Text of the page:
About

Jim is a Technical Staff member at MIT Lincoln Laboratory. Jim holds a Ph.D. in Meteorology from the University of Oklahoma in 2015, an M.S. in Electrical and Computer Engineering from the University of Oklahoma in 2013, an M.S. in Meteorology from the University of Oklahoma in 2011, and a B.S. in Meteorology from Millersville University of Pennsylvania in 2009. His research has focused within the realm of atmospheric weather radars, with foci in optimal waveform design, digital signal processing, radar network design and optimization, algorithm development and machine learning, and high-temporal/spatial resolution phased-array/dual-polarimetric observations of supercell thunderstorms and tornadoes. He has developed new techniques for designing and optimizing pulse compression waveforms for weather radar systems and has been funded under the auspices of the national MPAR/SENSR/PAR initiatives since 2008. Jim participated in both years of VORTEX2, coordinated the PX-1000 transportable radar during PECAN, and led OU ARRC's Spring convective field program from 2012-2015, in which he directed field operations of the Atmospheric Imaging Radar. He now studies applications of polarimetric, rapid-scanning, and phased-array weather radars to a plethora of meteorological topics.  These include deep learning techniques for tornado detection and prediction, machine learning methods for detection and characterization chaff and sea clutter, design and optimization of both weather radar waveforms and networks, analysis of the impacts of WSR-88D VCPs on performance of severe weather warnings and MRMS QPE error, and adaptive beamforming for the NSSL ATD. Jim has been supported by grants from the National Science Foundation, NOAA Weather Programs Office, NOAA National Severe Storms Laboratory, and the Federal Aviation Administration.

Jim has served as Chair of the American Meteorological Society Local Chapter Affairs Committee, a member of the AMS Committee on Radar Meteorology, a member of the AMS Board on Outreach and Informal Education, an Associate Editor for AMS Monthly Weather Review, a member of the AMS Beacon's program, a member of the AMS Subcommittee on Membership, a Senior Member of the Institute of Electrical and Electronics Engineers, and a reviewer for various AMS, IEEE, AGU, and IET journals, as well as a reviewer for the National Science Foundation. He is the co-chair of the upcoming 2023 AMS Conference on Radar Meteorology.  He has chaired multiple sessions and given invited presentations at the Annual AMS Student Conference, has served as a Track Chair and Program Area Lead at multiple IEEE Radar Conferences, and served as President of the Millersville University AMS chapter during back-to-back Student Chapter of the Year Awards in 2008 and 2009.  Jim was awarded the MIT Lincoln Laboratory Early Career Technical Achievement award in 2022, the Tommy C. Craighead award for Best Paper in Radar Meteorology at OU in 2015, the OU School of Meteorology Director's Award for Outstanding Service to the Graduate Program in 2012, and won 1st Place for best graduate research in science at the University of Oklahoma, also in 2012.  He has won awards for research presentations at the AMS Severe Local Storms, Environmental Information Processing Technologies, and Research to Operations conferences, as well as the International Symposium for Earth-Science Challenges.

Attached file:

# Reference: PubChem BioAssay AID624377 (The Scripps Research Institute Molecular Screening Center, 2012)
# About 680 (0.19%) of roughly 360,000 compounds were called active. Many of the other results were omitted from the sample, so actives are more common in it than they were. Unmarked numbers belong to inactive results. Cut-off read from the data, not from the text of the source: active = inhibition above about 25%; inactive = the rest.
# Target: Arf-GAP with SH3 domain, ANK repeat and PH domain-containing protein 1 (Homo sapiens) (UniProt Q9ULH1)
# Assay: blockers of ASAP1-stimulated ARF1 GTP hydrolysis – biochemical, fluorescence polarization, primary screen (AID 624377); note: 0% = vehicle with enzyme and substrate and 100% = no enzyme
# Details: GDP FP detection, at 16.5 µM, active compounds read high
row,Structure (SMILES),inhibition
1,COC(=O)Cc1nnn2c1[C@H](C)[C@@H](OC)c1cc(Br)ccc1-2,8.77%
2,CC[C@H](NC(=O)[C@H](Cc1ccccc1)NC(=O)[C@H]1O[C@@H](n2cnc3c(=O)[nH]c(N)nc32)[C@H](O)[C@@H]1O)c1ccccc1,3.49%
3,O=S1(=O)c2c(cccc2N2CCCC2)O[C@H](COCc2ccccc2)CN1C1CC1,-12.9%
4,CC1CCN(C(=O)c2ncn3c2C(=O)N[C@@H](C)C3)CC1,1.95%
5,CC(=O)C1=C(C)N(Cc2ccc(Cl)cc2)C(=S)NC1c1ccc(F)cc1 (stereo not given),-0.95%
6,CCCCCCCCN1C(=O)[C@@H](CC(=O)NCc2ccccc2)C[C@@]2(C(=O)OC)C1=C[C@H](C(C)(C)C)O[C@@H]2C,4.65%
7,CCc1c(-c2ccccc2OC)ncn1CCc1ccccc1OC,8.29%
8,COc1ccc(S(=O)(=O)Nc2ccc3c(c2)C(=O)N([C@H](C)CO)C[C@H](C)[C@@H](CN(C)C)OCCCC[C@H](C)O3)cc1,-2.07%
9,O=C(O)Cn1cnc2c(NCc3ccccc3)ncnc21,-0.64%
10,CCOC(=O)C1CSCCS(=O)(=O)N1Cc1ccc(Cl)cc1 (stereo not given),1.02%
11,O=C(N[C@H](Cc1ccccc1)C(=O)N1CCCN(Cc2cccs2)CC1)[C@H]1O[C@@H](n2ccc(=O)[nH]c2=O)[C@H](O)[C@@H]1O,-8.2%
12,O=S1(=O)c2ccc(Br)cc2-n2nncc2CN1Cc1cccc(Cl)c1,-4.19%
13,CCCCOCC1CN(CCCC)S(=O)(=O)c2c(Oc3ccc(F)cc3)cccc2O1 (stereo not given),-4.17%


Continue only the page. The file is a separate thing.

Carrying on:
Jim enjoys kayaking, biking, flight simulation, and sports.  He is happily married to his wife Emily, a cell biologist, and has two daughters, Audra and Ella.  Jim is also an avid photographer.  He specializes in lightning photography and motion timelapse videography, but also takes photos of severe storms, clouds, and other natural phenomena.  His work can be accessed here.